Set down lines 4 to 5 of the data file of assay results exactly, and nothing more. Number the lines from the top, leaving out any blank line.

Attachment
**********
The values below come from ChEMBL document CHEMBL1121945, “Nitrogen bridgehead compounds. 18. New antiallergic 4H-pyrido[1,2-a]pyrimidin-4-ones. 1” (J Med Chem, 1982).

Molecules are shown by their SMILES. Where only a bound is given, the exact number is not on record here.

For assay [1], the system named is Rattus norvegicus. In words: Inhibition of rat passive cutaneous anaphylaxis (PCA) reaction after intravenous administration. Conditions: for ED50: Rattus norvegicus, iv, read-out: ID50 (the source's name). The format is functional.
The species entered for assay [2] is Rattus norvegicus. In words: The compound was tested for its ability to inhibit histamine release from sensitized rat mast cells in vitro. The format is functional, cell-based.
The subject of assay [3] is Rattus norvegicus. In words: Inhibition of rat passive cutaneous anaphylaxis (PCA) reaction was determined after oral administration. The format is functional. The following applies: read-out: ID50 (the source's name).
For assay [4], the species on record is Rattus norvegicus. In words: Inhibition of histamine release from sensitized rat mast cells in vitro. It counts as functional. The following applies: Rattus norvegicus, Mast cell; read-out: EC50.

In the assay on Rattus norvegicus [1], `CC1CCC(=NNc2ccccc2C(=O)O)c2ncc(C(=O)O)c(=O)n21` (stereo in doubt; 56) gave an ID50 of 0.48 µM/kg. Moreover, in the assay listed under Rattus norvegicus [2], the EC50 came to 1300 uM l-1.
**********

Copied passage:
The species entered for assay [2] is Rattus norvegicus. In words: The compound was tested for its ability to inhibit histamine release from sensitized rat mast cells in vitro. The format is functional, cell-based.
The subject of assay [3] is Rattus norvegicus. In words: Inhibition of rat passive cutaneous anaphylaxis (PCA) reaction was determined after oral administration. The format is functional. The following applies: read-out: ID50 (the source's name).